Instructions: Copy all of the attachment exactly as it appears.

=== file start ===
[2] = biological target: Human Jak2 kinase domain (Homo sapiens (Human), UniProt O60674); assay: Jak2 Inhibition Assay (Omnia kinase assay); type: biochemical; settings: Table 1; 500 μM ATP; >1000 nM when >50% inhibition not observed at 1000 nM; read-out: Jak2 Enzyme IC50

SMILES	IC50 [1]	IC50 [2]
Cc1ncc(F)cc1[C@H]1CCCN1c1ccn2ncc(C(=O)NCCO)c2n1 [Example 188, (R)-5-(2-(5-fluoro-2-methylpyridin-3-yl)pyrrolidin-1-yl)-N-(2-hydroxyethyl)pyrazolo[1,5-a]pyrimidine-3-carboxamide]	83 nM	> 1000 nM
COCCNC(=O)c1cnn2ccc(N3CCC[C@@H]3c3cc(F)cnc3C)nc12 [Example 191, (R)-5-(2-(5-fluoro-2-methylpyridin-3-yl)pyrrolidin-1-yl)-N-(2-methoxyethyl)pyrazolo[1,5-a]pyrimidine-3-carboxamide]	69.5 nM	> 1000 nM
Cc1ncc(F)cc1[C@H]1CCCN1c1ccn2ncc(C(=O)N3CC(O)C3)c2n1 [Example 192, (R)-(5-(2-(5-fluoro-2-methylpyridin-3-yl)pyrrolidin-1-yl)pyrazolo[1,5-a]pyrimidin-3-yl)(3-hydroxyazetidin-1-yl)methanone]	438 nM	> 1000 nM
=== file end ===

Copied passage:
[2] = biological target: Human Jak2 kinase domain (Homo sapiens (Human), UniProt O60674); assay: Jak2 Inhibition Assay (Omnia kinase assay); type: biochemical; settings: Table 1; 500 μM ATP; >1000 nM when >50% inhibition not observed at 1000 nM; read-out: Jak2 Enzyme IC50

SMILES	IC50 [1]	IC50 [2]
Cc1ncc(F)cc1[C@H]1CCCN1c1ccn2ncc(C(=O)NCCO)c2n1 [Example 188, (R)-5-(2-(5-fluoro-2-methylpyridin-3-yl)pyrrolidin-1-yl)-N-(2-hydroxyethyl)pyrazolo[1,5-a]pyrimidine-3-carboxamide]	83 nM	> 1000 nM
COCCNC(=O)c1cnn2ccc(N3CCC[C@@H]3c3cc(F)cnc3C)nc12 [Example 191, (R)-5-(2-(5-fluoro-2-methylpyridin-3-yl)pyrrolidin-1-yl)-N-(2-methoxyethyl)pyrazolo[1,5-a]pyrimidine-3-carboxamide]	69.5 nM	> 1000 nM
Cc1ncc(F)cc1[C@H]1CCCN1c1ccn2ncc(C(=O)N3CC(O)C3)c2n1 [Example 192, (R)-(5-(2-(5-fluoro-2-methylpyridin-3-yl)pyrrolidin-1-yl)pyrazolo[1,5-a]pyrimidin-3-yl)(3-hydroxyazetidin-1-yl)methanone]	438 nM	> 1000 nM